Jimmy Goodrich Interview

by James Goodrich
James: Where are you from originally?
Jimmy: Houston, Texas, or right outside of it, a little town called Sugarland.

James: Did that make you like eating sugar growing up or did it have no effect?
Jimmy: ….no effect.

James: When did you figure out that you wanted to do graduate school in philosophy?
Jimmy: My father really wanted me to go to law school and I really didn’t want to and I so I had to find something that
wasn’t law school to do. I made a deal with him that if I could get into a top ten PhD program in philosophy then he wouldn’t coerce me into going into law school. Shockingly, that worked out.

James: You did a joint PhD with Rutgers and University of Stockholm. How did that come about?
Jimmy: After undergrad I got a research fellowship to go to Sweden to work on population ethics stuff. They basically let me be a visiting graduate student there before I started at Rutgers. They said it would be a shame if they never saw me again. They had the money to enroll me half time so I could come back. It was really nice. I spent a lot of time in Stockholm.

James: What was something distinctively Swedish that you did?    
Jimmy: I went to a Swedish Christmas party. There’s a lot of strange traditions at parties. There’s a crawfish boil where everyone wears hats and you sing songs while drinking schnapps. But I never got myself to eat the fermented herring.

James: What are some philosophical topics that you are working on?
Jimmy: One current project involves trying to find the best formulation of “welfarism.” This is a view that comes in stronger and weaker forms. The strong form would be that you can cash out all morality in terms of what is good and bad for people. Utilitarianism is obviously one version of that but it is possible to have non-consequentialist versions of that kind of view. You need to know what the most plausible version of welfarism is. One view I am interested in is the view that welfarism should be best understood as a kind of pluralist value theory rather than a monistic one. The distinct types of value on the picture I am interested in are distinct because the well-being belongs to numerically distinct individuals. So Jimmy wellbeing and James wellbeing are actually distinct types of value. If you believe this kind of pluralistic picture it can end up explaining a lot of other things. This is one sort of view that illustrates part of larger project which is to try to make certain, mostly consequentialist moral theories more palatable. The larger project is to say: let’s not bite bullets, let’s not just try to appeal to instrumentalized rules, or what’s often called consequentialization, where you just take whatever deontological feature you like and re-describe it in consequentialist fashion. Instead the idea is to try to find a better version of some of the constituent parts of standard consequentialist theories. And thereby make the theory more plausible.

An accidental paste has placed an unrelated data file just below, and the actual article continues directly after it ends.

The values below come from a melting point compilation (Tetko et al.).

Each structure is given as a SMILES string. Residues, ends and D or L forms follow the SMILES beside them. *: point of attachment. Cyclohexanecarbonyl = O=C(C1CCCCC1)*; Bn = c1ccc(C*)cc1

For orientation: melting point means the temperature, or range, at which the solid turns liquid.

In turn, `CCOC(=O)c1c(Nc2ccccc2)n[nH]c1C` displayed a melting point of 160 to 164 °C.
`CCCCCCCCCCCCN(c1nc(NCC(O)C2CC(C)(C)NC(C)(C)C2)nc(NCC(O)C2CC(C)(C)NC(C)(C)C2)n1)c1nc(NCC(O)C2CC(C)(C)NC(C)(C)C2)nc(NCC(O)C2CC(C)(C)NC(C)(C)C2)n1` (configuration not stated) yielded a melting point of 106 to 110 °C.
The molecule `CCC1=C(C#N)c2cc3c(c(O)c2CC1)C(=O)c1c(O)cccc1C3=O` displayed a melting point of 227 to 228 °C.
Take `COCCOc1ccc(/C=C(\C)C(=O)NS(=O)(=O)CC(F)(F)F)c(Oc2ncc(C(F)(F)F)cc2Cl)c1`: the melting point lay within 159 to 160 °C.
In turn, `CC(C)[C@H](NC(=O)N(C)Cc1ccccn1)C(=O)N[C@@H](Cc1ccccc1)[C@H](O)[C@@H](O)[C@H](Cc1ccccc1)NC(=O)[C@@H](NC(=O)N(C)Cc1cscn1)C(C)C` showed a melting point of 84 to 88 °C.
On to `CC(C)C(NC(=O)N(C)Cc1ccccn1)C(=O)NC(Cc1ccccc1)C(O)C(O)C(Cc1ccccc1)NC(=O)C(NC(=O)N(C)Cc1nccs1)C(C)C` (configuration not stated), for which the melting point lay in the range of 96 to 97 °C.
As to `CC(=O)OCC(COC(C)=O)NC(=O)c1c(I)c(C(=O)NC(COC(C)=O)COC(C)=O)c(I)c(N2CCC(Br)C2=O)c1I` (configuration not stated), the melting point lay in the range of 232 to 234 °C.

James: What are some philosophical works that have influenced you?
Jimmy: This is probably obvious but Derek Parfit’s Reasons and Persons is a big one. It is one of those works you can re-read and find new stuff in it every single time. It’s a weird book. It’s not as linear as some philosophical books are. It’s separated into four parts. And a picture emerges where (in Derek’s words) ethics should be more impersonal than it first appears. It digs into lots of different complicated issues about rationality and personhood and how these things all combine that support the thesis. But you don’t have an attempt at a clean deductive argument. What I find interesting about that is that the book is so much richer for it. The thesis is so grand and big that it is more instructive to go with these discussions of these different kinds of topics. It’s interesting how he was able to balance really being down there in the trenches with this big picture abductive argument. Probably too hard for most mortals to pull off.

James: I understand you’re interested in the work of the utilitarian William Thompson. Tell me about him and what you find interesting about him.
Jimmy: He wrote between Bentham and Mill, and he was a kind of socialist, sometimes you see him listed among Owenite socialists, but he was inspired by Bentham. He wrote on feminist philosophy (with Anna Doyle Wheeler) before John Stuart Mill and Harriet Taylor Mill wrote their work. [Thompson’s work on feminism] would strike most readers as more modern, more contemporary than the Mills’ work. Some interesting notes about Thompson are that he influenced Marx’s account of exploitation. And Mill debated Thompson before his famous mental breakdown. Supposedly Thompson wiped the floor with him. Some shifts in J.S. Mill’s later work seem to be due to Thompson’s influence.

James: What have you been enjoying about Madison since you got here?
Jimmy: The lakes—that one is hard to pass up. The breweries per capita. I feel like I tried to make a dent [in sampling the beers] and I am nowhere near.  The university itself has been fantastic. It is really interesting how many people have reached out to me. I suspect that at a lot of other places I would have trouble meeting people and filling out a calendar. [At Madison] interesting people are around and seeking you out, instead of you feeling like you have to knock on peoples’ doors. Everyone has been extremely friendly.